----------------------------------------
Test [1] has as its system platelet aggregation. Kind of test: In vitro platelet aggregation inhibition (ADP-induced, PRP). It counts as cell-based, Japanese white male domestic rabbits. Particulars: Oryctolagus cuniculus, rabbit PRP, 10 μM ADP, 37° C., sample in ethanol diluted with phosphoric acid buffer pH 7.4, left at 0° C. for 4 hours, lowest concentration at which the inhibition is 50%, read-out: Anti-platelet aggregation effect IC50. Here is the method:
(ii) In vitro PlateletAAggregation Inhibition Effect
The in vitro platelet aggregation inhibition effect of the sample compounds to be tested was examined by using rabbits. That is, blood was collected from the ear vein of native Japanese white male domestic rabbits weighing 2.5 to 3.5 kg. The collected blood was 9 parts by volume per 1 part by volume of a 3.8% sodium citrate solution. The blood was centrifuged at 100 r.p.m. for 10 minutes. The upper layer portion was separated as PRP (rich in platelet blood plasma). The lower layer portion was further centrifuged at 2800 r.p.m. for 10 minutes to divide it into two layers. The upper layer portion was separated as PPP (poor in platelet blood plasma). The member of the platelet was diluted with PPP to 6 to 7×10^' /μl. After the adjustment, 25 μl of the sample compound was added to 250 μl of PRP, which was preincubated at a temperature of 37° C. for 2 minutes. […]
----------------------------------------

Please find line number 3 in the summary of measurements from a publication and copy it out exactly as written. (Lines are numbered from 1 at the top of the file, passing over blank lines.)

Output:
The in vitro platelet aggregation inhibition effect of the sample compounds to be tested was examined by using rabbits. That is, blood was collected from the ear vein of native Japanese white male domestic rabbits weighing 2.5 to 3.5 kg. The collected blood was 9 parts by volume per 1 part by volume of a 3.8% sodium citrate solution. The blood was centrifuged at 100 r.p.m. for 10 minutes. The upper layer portion was separated as PRP (rich in platelet blood plasma). The lower layer portion was further centrifuged at 2800 r.p.m. for 10 minutes to divide it into two layers. The upper layer portion was separated as PPP (poor in platelet blood plasma). The member of the platelet was diluted with PPP to 6 to 7×10^' /μl. After the adjustment, 25 μl of the sample compound was added to 250 μl of PRP, which was preincubated at a temperature of 37° C. for 2 minutes. […]